LizMars Inc. is a Toronto-based company representing filmmaker
Liz Marshall is a Canadian documentary filmmaker based in Toronto. Since the 1990s she has directed and produced independent projects and been part of film and television teams, creating broadcast, theatrical, campaign and cross-platform documentaries shot around the world. Marshall’s work illuminates social and environmental justice through immersive character-driven narratives. She is known for her award-winning feature length films THE GHOSTS IN OUR MACHINE (2013) and WATER ON THE TABLE (2010).
Currently, Liz is completing MIDIAN FARM, a documentary about a 1970s Canadian back-to-the-land utopian social experiment. She is developing MEAT THE FUTURE, an impact documentary about the emerging food revolution referred to as clean meat – real meat without slaughter.
Liz Marshall’s work has screened for diverse international audiences including an Oscar qualifying theatrical campaign, cable and digital broadcast, film festivals including Hot Docs and IDFA, Netflix, iTunes, museums in North America and South Korea, in-flight on Air Canada, hundreds of grassroots groups around the world, the 2014 Animal Law Conference, the 2006 International AIDS Conference, the 2000 Winnipeg Conference on War-Affected Children for 150 world leaders, and at a Tragically Hip concert for 200,000 of their fans.
THE GHOSTS IN OUR MACHINE was released in 2013 across 11 Canadian cities, was held over for 5 consecutive weeks in Toronto before its world broadcast premiere on Canada’s documentary channel. It was released in 4 major American markets and included on the 2013 Oscar long list. By early 2015, the community screenings campaign for the film extended to 1,816 cities, 92 countries, and 6 continents. The success of THE GHOSTS IN OUR MACHINE is reflected in an extensive impact report, co-authored by Faunalytics, funded by the Bertha BRITDOC Connect Fund. The film garnered 14 international awards and nominations, and more than 140 global reviews and interview write-ups.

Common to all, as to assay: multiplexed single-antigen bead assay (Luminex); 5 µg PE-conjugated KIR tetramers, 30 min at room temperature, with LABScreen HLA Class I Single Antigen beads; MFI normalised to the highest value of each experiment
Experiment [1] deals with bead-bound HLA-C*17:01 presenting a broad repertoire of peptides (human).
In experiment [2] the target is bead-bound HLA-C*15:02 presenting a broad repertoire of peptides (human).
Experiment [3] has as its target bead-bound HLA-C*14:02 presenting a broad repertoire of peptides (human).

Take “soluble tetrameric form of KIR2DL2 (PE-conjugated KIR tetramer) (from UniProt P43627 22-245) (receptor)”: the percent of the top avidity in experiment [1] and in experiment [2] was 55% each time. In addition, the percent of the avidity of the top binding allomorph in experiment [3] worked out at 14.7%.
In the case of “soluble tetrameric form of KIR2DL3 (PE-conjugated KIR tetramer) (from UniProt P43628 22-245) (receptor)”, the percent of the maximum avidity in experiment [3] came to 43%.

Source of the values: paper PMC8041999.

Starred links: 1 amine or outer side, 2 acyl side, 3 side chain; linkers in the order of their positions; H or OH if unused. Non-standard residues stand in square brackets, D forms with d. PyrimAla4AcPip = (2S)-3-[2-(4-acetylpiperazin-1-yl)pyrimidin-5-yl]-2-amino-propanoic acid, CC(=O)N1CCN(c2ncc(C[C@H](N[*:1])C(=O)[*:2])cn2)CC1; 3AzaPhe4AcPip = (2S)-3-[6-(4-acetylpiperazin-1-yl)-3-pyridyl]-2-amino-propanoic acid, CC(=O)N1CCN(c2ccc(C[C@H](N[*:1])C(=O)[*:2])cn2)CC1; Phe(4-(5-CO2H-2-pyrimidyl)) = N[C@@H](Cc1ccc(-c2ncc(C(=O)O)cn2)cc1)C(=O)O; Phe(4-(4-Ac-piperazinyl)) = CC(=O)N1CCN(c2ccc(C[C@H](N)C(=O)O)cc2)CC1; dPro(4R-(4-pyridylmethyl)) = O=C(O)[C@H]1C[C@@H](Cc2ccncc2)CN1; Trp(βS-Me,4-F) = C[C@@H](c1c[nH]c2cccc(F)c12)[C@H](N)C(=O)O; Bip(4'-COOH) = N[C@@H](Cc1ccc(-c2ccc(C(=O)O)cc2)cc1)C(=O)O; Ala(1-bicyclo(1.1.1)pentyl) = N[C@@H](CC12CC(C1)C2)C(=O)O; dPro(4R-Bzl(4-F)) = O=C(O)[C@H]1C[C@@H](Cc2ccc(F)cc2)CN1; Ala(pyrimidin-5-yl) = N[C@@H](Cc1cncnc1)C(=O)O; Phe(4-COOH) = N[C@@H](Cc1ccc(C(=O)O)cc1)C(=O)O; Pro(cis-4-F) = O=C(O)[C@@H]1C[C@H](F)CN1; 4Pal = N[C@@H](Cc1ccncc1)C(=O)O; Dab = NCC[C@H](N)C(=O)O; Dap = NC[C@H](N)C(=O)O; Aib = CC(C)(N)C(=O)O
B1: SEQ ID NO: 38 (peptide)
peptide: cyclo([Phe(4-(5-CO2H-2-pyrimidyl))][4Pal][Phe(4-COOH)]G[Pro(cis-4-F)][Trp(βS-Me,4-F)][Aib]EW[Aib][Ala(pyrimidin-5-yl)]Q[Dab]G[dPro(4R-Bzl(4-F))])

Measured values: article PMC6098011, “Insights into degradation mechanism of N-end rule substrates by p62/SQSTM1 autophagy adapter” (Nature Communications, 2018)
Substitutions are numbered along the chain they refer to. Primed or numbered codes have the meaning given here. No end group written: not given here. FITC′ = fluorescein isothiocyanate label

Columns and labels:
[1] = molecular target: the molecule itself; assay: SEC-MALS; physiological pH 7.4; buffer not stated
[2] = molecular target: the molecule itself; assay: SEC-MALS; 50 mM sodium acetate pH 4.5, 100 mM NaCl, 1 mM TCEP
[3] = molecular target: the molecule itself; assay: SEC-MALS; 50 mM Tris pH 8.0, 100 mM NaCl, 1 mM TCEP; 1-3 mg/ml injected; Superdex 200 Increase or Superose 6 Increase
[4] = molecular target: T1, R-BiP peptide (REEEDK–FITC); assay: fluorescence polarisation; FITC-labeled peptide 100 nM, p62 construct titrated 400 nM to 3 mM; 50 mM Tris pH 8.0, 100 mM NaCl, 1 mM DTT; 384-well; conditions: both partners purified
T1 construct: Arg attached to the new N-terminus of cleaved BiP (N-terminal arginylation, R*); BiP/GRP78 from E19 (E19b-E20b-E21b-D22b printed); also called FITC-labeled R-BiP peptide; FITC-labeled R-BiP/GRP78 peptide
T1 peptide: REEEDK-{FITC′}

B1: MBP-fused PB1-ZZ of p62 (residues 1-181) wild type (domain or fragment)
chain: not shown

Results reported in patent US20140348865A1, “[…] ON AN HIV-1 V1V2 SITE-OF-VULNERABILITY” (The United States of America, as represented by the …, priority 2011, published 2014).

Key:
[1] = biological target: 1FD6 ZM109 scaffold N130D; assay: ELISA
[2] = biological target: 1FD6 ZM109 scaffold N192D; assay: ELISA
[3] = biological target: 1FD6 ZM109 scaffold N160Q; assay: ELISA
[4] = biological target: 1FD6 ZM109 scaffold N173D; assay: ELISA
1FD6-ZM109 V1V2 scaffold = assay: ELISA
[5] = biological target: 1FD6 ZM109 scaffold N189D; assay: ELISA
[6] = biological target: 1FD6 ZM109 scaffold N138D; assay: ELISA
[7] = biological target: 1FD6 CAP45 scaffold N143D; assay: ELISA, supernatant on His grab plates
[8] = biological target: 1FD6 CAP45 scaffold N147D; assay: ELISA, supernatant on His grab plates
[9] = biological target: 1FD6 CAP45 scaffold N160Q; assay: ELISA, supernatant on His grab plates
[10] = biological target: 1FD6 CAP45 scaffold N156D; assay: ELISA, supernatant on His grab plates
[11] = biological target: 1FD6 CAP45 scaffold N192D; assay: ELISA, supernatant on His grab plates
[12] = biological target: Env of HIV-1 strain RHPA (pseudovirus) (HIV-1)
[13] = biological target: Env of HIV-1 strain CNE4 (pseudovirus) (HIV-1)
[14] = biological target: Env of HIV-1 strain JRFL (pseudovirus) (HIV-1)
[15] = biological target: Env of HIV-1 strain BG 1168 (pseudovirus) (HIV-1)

Television for-hire credits include: Story editor on the SACRED WATER episode of the VICE series RISE (2016), about the Standing Rock Indigenous resistance to the North Dakota Access Pipeline; Post-production producer of the George Stroumboulopoulos Tonight Pakistan special (2011); Episode director for the international Holmes Inspection series with Mike Holmes (2010); Series director of the second season of Stuck, a 13-part series for the W Network (2009). From 1998 – 2003 Liz worked as an Arts, News and Specials television producer and videographer at what was Chum Limited in Toronto, helmed by media mogul Moses Znaimer, where she produced dozens of segments while working for Bravo! and BookTelevision: The Channel.
Fresh out of film school between 1995-1996 Liz Marshall was commissioned by American folk icon Ani DiFranco and her pioneering record label Righteous Babe Records to create a multi-media archive of Ani on the road. Liz directed a multi-media archival collage of Ani in parts of Canada and the US. In 2008 Liz directed the Rawside Of: The Bourbon Tabernacle Choir episode for the unorthodox Rawside series for the Independent Film Channel. Since 1995 Marshall has directed several shorts with and about celebrated artists, including dancer and choreographer Peggy Baker, singer-songwriters Sexsmith & Kerr (Ron Sexsmith and Don Kerr), Kyp Harness and Canadian-Egyptian chanteuse Maryem Hassan Tollar.
Liz Marshall is an active member of the Canadian film community. She has been a member of DOC (Documentary Organization of Canada) since 2007, and she served for three terms (2011-2016) as an elected board member of the Toronto chapter of DOC, which formed the DOC Institute, the collective voice for Toronto’s indie documentary filmmakers. Marshall is a member of the Directors Guild of Canada (DGC-Ontario), a provincial labour organization representing more than 1,900 key creative and logistical personnel working in the screen-based industries. She is a core member of the Toronto chapter of Film Fatales, a global collective of female directors dedicated to the creation of more films and television by and about women.
Liz spent her childhood summers playing and imagining on the salty sorrel beaches of the Sunshine Coast in British Columbia, her home away from home. She lives in Toronto with her partner and their rescued cats.